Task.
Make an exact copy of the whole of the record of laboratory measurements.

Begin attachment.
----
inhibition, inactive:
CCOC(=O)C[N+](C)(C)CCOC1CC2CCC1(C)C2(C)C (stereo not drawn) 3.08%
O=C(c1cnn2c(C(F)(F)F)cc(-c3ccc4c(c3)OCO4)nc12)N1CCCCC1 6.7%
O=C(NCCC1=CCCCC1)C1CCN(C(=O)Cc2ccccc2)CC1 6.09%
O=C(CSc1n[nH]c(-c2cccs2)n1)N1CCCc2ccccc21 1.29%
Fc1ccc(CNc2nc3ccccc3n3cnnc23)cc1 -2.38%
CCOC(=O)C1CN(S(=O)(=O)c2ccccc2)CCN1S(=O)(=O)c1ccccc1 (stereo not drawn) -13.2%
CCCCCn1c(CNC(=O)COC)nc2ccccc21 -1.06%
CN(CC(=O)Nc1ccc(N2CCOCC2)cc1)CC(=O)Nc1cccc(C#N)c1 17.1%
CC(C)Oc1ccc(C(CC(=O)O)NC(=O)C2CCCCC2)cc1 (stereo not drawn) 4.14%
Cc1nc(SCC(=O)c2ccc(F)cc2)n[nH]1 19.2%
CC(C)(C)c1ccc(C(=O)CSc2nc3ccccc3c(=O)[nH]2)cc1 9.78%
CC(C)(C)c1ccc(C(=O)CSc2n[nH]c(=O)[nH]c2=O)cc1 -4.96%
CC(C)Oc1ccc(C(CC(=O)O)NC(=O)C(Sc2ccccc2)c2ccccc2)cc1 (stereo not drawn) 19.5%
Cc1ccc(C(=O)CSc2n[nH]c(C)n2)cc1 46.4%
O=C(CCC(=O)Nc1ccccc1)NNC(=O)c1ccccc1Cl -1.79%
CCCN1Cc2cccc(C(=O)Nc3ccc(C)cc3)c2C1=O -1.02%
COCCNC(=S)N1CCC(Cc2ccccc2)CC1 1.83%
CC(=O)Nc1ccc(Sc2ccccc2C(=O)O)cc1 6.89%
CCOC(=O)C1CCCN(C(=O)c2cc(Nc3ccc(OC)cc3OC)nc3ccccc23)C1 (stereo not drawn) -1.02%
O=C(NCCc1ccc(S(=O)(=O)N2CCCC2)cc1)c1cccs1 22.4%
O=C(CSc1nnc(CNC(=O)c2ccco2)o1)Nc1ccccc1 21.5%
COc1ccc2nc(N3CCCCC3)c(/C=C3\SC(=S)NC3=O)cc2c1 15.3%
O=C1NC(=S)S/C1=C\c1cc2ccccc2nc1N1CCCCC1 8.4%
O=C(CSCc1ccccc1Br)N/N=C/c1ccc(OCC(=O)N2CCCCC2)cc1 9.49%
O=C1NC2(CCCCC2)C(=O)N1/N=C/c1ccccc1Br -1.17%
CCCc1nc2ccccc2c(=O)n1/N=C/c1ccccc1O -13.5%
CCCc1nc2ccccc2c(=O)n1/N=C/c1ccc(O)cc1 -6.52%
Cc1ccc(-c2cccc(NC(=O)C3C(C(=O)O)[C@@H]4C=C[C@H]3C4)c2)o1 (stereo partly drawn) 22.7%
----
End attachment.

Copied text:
inhibition, inactive:
CCOC(=O)C[N+](C)(C)CCOC1CC2CCC1(C)C2(C)C (stereo not drawn) 3.08%
O=C(c1cnn2c(C(F)(F)F)cc(-c3ccc4c(c3)OCO4)nc12)N1CCCCC1 6.7%
O=C(NCCC1=CCCCC1)C1CCN(C(=O)Cc2ccccc2)CC1 6.09%
O=C(CSc1n[nH]c(-c2cccs2)n1)N1CCCc2ccccc21 1.29%
Fc1ccc(CNc2nc3ccccc3n3cnnc23)cc1 -2.38%
CCOC(=O)C1CN(S(=O)(=O)c2ccccc2)CCN1S(=O)(=O)c1ccccc1 (stereo not drawn) -13.2%
CCCCCn1c(CNC(=O)COC)nc2ccccc21 -1.06%
CN(CC(=O)Nc1ccc(N2CCOCC2)cc1)CC(=O)Nc1cccc(C#N)c1 17.1%
CC(C)Oc1ccc(C(CC(=O)O)NC(=O)C2CCCCC2)cc1 (stereo not drawn) 4.14%
Cc1nc(SCC(=O)c2ccc(F)cc2)n[nH]1 19.2%
CC(C)(C)c1ccc(C(=O)CSc2nc3ccccc3c(=O)[nH]2)cc1 9.78%
CC(C)(C)c1ccc(C(=O)CSc2n[nH]c(=O)[nH]c2=O)cc1 -4.96%
CC(C)Oc1ccc(C(CC(=O)O)NC(=O)C(Sc2ccccc2)c2ccccc2)cc1 (stereo not drawn) 19.5%
Cc1ccc(C(=O)CSc2n[nH]c(C)n2)cc1 46.4%
O=C(CCC(=O)Nc1ccccc1)NNC(=O)c1ccccc1Cl -1.79%
CCCN1Cc2cccc(C(=O)Nc3ccc(C)cc3)c2C1=O -1.02%
COCCNC(=S)N1CCC(Cc2ccccc2)CC1 1.83%
CC(=O)Nc1ccc(Sc2ccccc2C(=O)O)cc1 6.89%
CCOC(=O)C1CCCN(C(=O)c2cc(Nc3ccc(OC)cc3OC)nc3ccccc23)C1 (stereo not drawn) -1.02%
O=C(NCCc1ccc(S(=O)(=O)N2CCCC2)cc1)c1cccs1 22.4%
O=C(CSc1nnc(CNC(=O)c2ccco2)o1)Nc1ccccc1 21.5%
COc1ccc2nc(N3CCCCC3)c(/C=C3\SC(=S)NC3=O)cc2c1 15.3%
O=C1NC(=S)S/C1=C\c1cc2ccccc2nc1N1CCCCC1 8.4%
O=C(CSCc1ccccc1Br)N/N=C/c1ccc(OCC(=O)N2CCCCC2)cc1 9.49%
O=C1NC2(CCCCC2)C(=O)N1/N=C/c1ccccc1Br -1.17%
CCCc1nc2ccccc2c(=O)n1/N=C/c1ccccc1O -13.5%
CCCc1nc2ccccc2c(=O)n1/N=C/c1ccc(O)cc1 -6.52%
Cc1ccc(-c2cccc(NC(=O)C3C(C(=O)O)[C@@H]4C=C[C@H]3C4)c2)o1 (stereo partly drawn) 22.7%